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Sat, Jan. 16

Wild ride: Coaster and tubing park proposal comes before Williams P & Z

A coaster and tubing park could be coming to Williams. (Photo/Dan McKernan)

A coaster and tubing park could be coming to Williams. (Photo/Dan McKernan)

WILLIAMS, Ariz. — Canyon Coaster Adventure Park could be coming to Williams.

The Williams Planning and Zoning Commission recently held a public hearing for rezoning of approximately 13 acres of a 20 acre parcel on the east side of Williams at 700 E. Route 66 for the park.

The commission approved the rezoning with a 5-0 vote, Dec. 17. The project will now go before the Williams City Council for final approval.

If approved, the location will house a family adventure park with the primary attractions of a coaster track, and a summer and winter tubing hill operation.

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Scott Towsley and Bruce Voit present the Canyon Coasters Adventure Park project to the Williams Planning and Zoning Commission Dec. 17. (Wendy Howell/WGCN)

“I think this will be a plus for the town in the winter to help drive some of the business,” said Scott Towsley, co-sponsor of the project.

In addition to the coaster and tubing, the park will offer a ropes course, miniature golfing, a 130-space parking lot and a base lodge with snack bar.

Williams Community Development Director Tim Pettit presented the project to the commission and said the project is in compliance with the city’s general plan, but the zoning is currently mixed zoning. He said seven acres is zoned as Commercial Business District and the remaining 13 acres are zoned as Rural Residential.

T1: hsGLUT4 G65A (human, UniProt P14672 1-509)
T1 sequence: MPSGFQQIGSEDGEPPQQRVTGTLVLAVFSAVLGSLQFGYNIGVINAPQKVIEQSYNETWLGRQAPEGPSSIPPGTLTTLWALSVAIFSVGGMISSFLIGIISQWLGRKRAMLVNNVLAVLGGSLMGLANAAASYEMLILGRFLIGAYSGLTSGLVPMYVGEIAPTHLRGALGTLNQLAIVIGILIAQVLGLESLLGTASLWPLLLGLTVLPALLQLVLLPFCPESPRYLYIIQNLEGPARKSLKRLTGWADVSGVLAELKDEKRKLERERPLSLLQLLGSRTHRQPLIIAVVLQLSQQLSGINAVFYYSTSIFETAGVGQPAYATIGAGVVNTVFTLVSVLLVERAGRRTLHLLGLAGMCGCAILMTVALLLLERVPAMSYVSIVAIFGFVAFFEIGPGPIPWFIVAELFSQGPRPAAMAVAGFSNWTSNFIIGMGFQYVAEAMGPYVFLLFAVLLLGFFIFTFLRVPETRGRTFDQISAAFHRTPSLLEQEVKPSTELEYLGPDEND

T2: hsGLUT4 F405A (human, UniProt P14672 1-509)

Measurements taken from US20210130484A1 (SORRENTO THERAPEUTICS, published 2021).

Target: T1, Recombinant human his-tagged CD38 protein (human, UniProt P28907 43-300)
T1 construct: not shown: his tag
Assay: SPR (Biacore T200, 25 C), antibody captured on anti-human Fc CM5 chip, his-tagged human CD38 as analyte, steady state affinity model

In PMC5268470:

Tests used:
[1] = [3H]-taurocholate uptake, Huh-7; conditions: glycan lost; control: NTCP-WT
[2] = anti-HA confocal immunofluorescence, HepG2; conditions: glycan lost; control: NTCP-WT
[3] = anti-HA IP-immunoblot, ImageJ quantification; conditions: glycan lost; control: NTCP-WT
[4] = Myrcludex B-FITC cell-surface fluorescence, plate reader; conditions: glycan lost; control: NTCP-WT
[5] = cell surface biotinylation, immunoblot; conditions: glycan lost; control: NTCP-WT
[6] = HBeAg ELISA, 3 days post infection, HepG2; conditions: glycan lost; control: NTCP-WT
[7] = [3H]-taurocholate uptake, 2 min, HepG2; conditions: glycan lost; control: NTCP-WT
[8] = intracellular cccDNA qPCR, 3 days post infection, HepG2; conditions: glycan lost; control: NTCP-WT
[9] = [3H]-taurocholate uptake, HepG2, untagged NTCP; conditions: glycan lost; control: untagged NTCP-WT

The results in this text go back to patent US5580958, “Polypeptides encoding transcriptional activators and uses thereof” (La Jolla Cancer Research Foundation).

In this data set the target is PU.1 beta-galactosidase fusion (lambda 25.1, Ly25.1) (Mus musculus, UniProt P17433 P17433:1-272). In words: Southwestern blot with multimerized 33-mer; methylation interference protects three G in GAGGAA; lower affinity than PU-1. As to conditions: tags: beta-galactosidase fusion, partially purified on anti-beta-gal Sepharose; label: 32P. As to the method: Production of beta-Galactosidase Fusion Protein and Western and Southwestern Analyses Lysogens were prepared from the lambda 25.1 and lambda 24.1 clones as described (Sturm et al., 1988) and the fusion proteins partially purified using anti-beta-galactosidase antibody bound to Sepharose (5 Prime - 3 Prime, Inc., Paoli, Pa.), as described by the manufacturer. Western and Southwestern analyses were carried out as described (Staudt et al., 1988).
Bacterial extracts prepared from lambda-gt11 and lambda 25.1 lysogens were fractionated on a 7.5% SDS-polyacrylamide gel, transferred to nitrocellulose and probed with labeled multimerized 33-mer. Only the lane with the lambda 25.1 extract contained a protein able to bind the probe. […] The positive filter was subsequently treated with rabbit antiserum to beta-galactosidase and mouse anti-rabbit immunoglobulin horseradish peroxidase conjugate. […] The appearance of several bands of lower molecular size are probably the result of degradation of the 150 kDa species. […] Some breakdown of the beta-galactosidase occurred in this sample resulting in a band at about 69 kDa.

Pettit said the applicants, Canyon Coaster Adventure Park and B&S Land Inc., had submitted all paperwork and paid the required fees.

A notice of a public hearing was published and property owners within 300 feet of the site were notified of the application, he said.

Pettit said he had received multiple responses to the project, with several concerns from residents living nearby on Pine St.

“Their concerns, in general, are the same,” he said. “Noise, lights, traffic and impact on city services.”

Pettit said he also received four responses from nearby businesses, which were all in favor of the project. He said the business owners thought the project would draw more foot traffic to the east end of town, and the park would be a good tourism draw in the winter.

Towsley and Bruce Voit, partners in the Canyon Coaster Adventure Park, addressed questions from the commission and the public in attendance.

“There will be a low level solar light, just enough to light up the track for a patron that is riding at night,” Towsley said. “It wouldn’t be bright, wouldn’t be intrusive. The carts themselves have a little headlight on them and go about 60-feet in front of the track.”

In regard to the noise concern, Towsley said there is no clicking or track noise.

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Canyon Coasters Adventure Park came before the Williams Planning and Zoning Commission Dec.17. The park includes two tubing hills, a coaster track, a ropes course and miniature golf. (Map/Canyon Coasters)

“This coaster is a gravity coasted,” he said. “It’s pulled up the hill by a cable, there’s no clicking, it’s very quiet. We have to be careful during inspections because you can’t even hear a cart coming down the track.”